Sunday, March 20, 2011

The Traits of a Leader, Part II of II

The Traits of a Leader, Part II of II
March 21, 2011
Numbers 11:28 "Joshua son of Nun, who had been Moses’ aide since youth. . ."

You've heard the expression before, "natural born leader," suggesting someone was simply born to lead other people. While this might rightly be so, a leader still must hone his leadership skills. Just because someone is born with natural leadership aptitude does not mean he should start out by leading. It takes years and years of maturity before a person with the greatest of leadership aptitude should actually lead. This was the case with Joshua and he submitted to that. Joshua was destined to lead; God ordained it, but Joshua recognized when and where his leadership should begin. Joshua's leadership did not start until the Lord gave him the position; until then, Joshua was someone else's sidekick.

That's right, Joshua, though he was destined to lead the nation of Israel, was Moses' aide. He stayed by Moses' side almost 100% of the time. Joshua was submitted to the current leader and did not attempt to usurp him; instead, he learned from him. Joshua learned how to be a leader, how to be a humble leader of millions by watching and staying by Moses' side. He served the current leader and did not try to lead anyone. True leaders know how to submit to a higher authority, especially if that authority is instituted by God. Being in submission to someone else keeps a person in check. This willingness to submit suggests a leader can submit to God as well, especially if he is a born leader.

Joshua was aware of needing to submit, even though he was a born leader. Joshua submitted to Moses before God put him in charge and Joshua submitted to God after Moses passed away. Even though he was put into a leadership position, Joshua still recognized who was truly in charge--God. This ability to submit comes in real handy if caught between a rock and a hard place; it allows the Lord to demonstrate who is really leading. For Joshua this was proved at the famous Battle of Jericho.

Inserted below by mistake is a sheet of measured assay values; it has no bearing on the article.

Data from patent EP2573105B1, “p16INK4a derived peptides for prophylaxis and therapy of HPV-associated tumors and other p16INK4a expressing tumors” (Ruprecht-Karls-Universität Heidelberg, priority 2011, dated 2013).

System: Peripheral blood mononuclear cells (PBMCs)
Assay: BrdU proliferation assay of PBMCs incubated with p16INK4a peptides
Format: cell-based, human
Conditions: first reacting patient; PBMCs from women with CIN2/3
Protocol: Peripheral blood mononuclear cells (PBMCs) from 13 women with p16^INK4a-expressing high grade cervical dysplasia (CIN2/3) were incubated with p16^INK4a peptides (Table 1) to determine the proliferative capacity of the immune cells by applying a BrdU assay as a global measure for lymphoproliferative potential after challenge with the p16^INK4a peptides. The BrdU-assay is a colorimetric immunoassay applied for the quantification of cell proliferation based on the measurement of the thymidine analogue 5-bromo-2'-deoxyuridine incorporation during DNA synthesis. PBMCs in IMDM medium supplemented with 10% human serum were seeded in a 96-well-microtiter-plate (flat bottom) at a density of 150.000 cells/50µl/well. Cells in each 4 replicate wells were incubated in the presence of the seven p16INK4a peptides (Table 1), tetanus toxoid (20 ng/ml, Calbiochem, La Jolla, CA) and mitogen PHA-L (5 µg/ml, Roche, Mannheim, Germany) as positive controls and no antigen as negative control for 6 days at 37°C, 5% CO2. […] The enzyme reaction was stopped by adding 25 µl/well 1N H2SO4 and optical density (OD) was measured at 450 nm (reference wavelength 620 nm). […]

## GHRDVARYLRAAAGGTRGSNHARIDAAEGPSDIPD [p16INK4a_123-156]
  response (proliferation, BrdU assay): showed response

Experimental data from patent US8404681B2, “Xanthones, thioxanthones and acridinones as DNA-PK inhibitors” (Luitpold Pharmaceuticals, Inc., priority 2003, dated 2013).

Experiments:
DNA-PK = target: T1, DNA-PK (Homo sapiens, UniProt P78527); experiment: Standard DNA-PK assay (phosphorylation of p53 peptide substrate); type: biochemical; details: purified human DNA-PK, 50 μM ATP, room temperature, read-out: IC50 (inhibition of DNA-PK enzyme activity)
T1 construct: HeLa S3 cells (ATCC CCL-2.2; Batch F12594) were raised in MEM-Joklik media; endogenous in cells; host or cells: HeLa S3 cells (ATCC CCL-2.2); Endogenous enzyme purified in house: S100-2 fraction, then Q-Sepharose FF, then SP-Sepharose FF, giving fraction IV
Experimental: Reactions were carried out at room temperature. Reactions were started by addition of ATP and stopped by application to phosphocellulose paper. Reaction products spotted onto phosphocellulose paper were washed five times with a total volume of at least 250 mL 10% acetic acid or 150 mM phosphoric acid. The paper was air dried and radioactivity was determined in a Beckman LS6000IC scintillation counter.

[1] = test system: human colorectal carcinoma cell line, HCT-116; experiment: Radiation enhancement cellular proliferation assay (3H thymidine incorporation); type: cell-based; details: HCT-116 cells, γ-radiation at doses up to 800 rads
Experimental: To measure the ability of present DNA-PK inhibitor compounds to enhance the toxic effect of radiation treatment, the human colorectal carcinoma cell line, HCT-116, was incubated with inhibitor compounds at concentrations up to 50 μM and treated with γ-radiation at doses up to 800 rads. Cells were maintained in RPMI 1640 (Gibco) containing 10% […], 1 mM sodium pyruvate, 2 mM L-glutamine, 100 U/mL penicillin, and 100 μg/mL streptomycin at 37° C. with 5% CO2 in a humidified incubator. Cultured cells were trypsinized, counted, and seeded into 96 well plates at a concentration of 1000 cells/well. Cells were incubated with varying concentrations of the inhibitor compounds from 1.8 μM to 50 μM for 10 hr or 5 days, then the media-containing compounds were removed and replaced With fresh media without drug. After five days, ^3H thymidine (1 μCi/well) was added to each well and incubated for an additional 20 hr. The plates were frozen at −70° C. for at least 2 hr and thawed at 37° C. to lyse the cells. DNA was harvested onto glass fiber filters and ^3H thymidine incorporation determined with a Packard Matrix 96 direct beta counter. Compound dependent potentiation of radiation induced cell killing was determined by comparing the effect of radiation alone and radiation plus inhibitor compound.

Recall the story, Jericho was a fortified city with walls towering above it. To penetrate the walls or scale them was nearly impossible. But God was determined to show everyone who was in charge and that nothing is impossible for God. God told the armies of Israel to march around the city walls and then blow their trumpets. It was an absurd military tactic, sure to be rebuffed by even the most seasoned military leader. But Joshua, following the Lord, communicated to the army that this was the best option for success. Joshua, though leading an entire nation at the time, submitted to God's crazy plan for success. Joshua had to explain the silly battle plan to the people, from his position as leader, and rally behind God no matter how unique the experience or what other people might say.

Being a leader does not mean you get to decide and create your own battle plans; it means you can submit to God and lead others to do the same. That's all that Joshua did. Joshua led others by following God. A true leader recognizes who is really in charge and submits to that. In Joshua's case, he submitted to God despite having to lead the Israelites into unique circumstances that did not make sense at the time. But a true leader isn't afraid to do this, to submit to God and lead others to do the same no matter how unique or irrational the directive seems. This is what made Joshua an amazing leader, his submission to the Lord and wholeheartedly convincing others to do the same.

1. As a leader, to whom do you submit?
2. As a leader, do you make your own battle plans or submit to God's?
3. As a leader, do you rally others to follow the Lord's directions or to follow your own directions?

Don't take my word for it; look it up: Num 12:3, Josh 1:1-9, Josh 4:14, Josh 5:14-15, Josh 6

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